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Biography of Narām-Sîn

Narām-Sîn, son of Ipiq-Adad II, pursued his father’s conquests, primarily to the northwest. He first went along the course of the Tigris, seizing Kakkulâtum. It has long been believed that he was identical to the King Narām-Sîn of Aššur, but recent discoveries have shown that the reign of the latter was much earlier. Narām-Sîn continued his route by taking the whole "triangle of Habur", celebrating in particular the conquest of Ašnakkum and Tarnip, located in the western part of this region. It is easy to understand why he also bore the title of "king of the universe". The expansion of Ešnunna also took place in the direction of the Euphrates: the entire region of Suhûm was annexed to Puzurrân, about ten kilometers downstream of Mari. The king of Mari, Yahdun-Lîm, had to accept the "protection" of the king of Ešnunna with whom he concluded a treaty. In the wake of the armies, the scribes of Ešnunna diffused their written culture: the reform of their writing, which occurred at Mari under Yahdun-Lîm is very clearly the fruit of this influence, which is largely explained by the political situation of the time. There is also an inscription of Narām-Sîn commemorating his work in a temple of the god Erra, which shows the degree of refinement attained by the literature Akkadian at Ešnunna at this time.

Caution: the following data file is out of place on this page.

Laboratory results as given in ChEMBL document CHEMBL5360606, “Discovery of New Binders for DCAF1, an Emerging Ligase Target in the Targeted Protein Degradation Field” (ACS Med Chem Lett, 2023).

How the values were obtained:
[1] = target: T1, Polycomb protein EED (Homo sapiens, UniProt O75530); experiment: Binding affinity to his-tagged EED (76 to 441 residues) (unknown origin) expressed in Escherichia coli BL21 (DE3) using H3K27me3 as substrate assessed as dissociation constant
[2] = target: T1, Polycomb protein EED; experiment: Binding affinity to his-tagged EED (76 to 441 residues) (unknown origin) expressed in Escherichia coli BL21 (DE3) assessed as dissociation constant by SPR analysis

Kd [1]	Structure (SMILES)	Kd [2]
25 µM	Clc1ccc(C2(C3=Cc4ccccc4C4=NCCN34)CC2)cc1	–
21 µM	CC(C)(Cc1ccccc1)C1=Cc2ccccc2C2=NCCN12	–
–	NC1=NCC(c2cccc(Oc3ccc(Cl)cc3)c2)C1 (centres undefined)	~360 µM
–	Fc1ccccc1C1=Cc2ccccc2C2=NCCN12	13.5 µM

(translated from "Dictionnaire de la Civilisation Mésopotamienne”, p. 316, Dominique Charpin)

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biography_naram-sin_eshnunna.txt · Last modified: 2018/04/30 17:55 by firth
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